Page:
“Bat Kol” – “Divine voice” in the Biblical and Rabbinical Tradition

In the Gospel according to John (12, 28-30), we read: “Then a voice came from heaven, “I have glorified it and will glorify it again…Jesus answered and said: “This voice did not come for my sake but for yours”. A heavenly or prophetic voice is a well-known phenomenon which appears frequently in Jewish Rabbinic literature and tradition. It is a message from God to human beings through sound.  It’s often called in Hebrew: Bat Kol (daughter of voice).

When do human beings begin to hear the Bat Kol, the voice, and for what purpose?

God reveled himself to the Israelites at mount Sinai and spoke with Moses directly. Once Moses passed away God spoke to the nation through prophets and their visions. The direct speech and prophesies was later echoed by Bat Kol. The heavenly voice.

The Babylonian Talmud tells us that historically, the divine direct messages and commands from God, which used to appear in the Temple and by the prophets, stopped during the second Temple period, at the end of the Hebrew Bible period. It was substituted by the divine voice. Rabbi Abba said: “… all that remained from the Divine Presence during the Second Temple period, was the Divine Voice, as it was taught by early Mishnaic scholars. After the last prophets Haggai, Zechariah, and Malachi died, the Divine Spirit of prophetic revelation departed from the Jewish people, and they were still utilizing the Divine Voice, which they heard as an echo of prophecy” (Yoma pg. 9b).

Two types of Bat Kol

There were two types and purposes for the appearance of a Bat Kol – the voice. One purpose,  the more common was to indicate a moral message. For example – to educate how important is the study of Torah. Rabbi Joshua ben Levi said: every day a Bat Kol (a heavenly voice) goes forth from Mount Horeb (Sinai) and makes proclamation and says: “Woe unto humankind for their contempt towards the Torah”, for whoever does not occupy himself with the study of Torah is rebuked” (Mishnah Avot 6b). Another purpose is to indicate the fate or value of an individual: “At the time of the death of Rabbi Yehuda Ha’Nasi, he raised his ten fingers toward Heaven and said in prayer: Master of the Universe, it is revealed and known before You that I toiled with my ten fingers in the Torah, and I have not derived any benefit from the world even with my small finger. May it be Your will that there be peace in my repose. A Divine Voice emerged and said: “He who walks uprightly enters into peace, they find rest in their beds” (Isaiah 57:2).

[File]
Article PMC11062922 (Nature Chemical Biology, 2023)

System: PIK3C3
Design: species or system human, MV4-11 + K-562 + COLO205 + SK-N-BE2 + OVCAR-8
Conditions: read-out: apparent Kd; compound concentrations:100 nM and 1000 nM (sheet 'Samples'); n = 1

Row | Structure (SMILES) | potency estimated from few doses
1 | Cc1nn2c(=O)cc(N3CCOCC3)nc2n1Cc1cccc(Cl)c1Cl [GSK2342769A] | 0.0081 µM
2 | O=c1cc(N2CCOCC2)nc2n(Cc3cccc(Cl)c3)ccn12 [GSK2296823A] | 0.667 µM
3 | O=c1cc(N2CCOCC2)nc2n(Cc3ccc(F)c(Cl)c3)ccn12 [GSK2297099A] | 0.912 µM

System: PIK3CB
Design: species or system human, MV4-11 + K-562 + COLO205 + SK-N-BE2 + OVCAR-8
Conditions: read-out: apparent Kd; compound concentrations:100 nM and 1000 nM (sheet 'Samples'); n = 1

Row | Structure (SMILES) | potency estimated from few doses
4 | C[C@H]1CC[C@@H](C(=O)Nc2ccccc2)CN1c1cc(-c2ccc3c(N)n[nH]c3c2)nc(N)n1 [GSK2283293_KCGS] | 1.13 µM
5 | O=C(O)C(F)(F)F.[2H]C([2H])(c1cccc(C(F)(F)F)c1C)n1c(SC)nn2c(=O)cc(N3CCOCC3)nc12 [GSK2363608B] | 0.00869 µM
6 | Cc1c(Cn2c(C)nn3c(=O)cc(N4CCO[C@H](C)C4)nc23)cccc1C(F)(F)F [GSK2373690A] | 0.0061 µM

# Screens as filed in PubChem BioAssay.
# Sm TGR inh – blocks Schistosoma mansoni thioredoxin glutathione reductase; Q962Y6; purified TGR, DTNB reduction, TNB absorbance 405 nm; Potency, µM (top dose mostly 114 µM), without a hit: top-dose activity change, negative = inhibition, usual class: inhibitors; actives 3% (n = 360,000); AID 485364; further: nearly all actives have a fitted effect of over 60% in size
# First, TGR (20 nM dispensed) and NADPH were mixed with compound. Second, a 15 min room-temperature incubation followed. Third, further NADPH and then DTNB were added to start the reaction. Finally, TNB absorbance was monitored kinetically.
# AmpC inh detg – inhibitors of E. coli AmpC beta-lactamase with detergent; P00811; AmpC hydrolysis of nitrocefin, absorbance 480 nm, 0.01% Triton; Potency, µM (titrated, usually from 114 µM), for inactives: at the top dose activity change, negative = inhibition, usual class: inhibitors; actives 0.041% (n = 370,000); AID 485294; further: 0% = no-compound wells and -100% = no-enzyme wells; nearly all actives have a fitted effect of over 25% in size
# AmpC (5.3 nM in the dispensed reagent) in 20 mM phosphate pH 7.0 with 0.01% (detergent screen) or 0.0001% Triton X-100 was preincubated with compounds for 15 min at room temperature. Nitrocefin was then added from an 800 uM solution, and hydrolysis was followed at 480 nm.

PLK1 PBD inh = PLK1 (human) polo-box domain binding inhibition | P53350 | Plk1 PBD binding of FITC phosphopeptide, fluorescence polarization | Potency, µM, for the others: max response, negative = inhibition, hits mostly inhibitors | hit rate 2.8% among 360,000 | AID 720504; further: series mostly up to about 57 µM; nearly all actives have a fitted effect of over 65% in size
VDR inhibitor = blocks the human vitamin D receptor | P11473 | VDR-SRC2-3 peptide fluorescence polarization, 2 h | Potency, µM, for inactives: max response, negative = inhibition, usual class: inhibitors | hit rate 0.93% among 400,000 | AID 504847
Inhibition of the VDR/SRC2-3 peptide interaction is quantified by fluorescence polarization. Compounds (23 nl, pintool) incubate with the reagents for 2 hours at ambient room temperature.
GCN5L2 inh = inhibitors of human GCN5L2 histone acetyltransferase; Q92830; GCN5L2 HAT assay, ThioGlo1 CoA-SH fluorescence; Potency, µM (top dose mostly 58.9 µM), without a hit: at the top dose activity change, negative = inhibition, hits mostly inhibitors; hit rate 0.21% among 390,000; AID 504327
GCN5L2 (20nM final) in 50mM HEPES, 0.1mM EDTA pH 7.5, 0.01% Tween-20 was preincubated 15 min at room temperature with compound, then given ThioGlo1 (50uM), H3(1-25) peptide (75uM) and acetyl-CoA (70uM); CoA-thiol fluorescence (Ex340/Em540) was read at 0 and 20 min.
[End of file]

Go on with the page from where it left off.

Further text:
Halachic intervention

The other type of voice was for a legal Halachic intervention.  However, the later was never accepted by the scholars. The most famous case was the dispute between Rabbi Eliezer and the Rabbis regarding the Halacha, the law concerning the impurity of an oven (Talmud, Bava Metzia 59b). Rabbi Eliezer then said to them: If the halakha (law) is in accordance with my opinion Heaven will prove it. A Divine Voice emerged from Heaven and said: Why are you differing with Rabbi Eliezer, as the halakha is in accordance with his opinion in every place that he expresses an opinion? Rabbi Yehoshua stood up and said: It is written “It is not in heaven” (Deuteronomy 30:12). …Rabbi Yirmeya says: Since the Torah was already given at Mount Sinai, we do not uphold a Divine Voice, as it was already written on Mount Sinai, in the Torah: “Do not be the follower of the majority to do evil” (Exodus 23:2). Since the majority of Rabbis disagreed with Rabbi Eliezer’s opinion, the halakha is not ruled in accordance with his opinion”.

The Talmud concludes the story of the dispute, with an astonishing reaction of God almighty himself which was delivered by Elijah the prophet:   “Years after, Rabbi Natan encountered Elijah the prophet and said to him: What did GOD, the Holy One, Blessed be He, do at that time, when Rabbi Yehoshua issued his declaration?  Elijah said to him: The Holy One, Blessed be He, smiled and said: My children have triumphed over Me; My children have triumphed over Me”.

About the Author

Rabbi Oded Peles – cantor, musicologist, Israeli educator and tour guide. Oded Peles was born in Petach Tikva, Israel to a Dutch-German Jewish family. Following in the footsteps of his grandfather, a renowned cantor of the Rotterdam synagogue, the Netherlands, Oded has served and performed as a Cantor in communities worldwide, for over thirty years.

KUL Heschel Center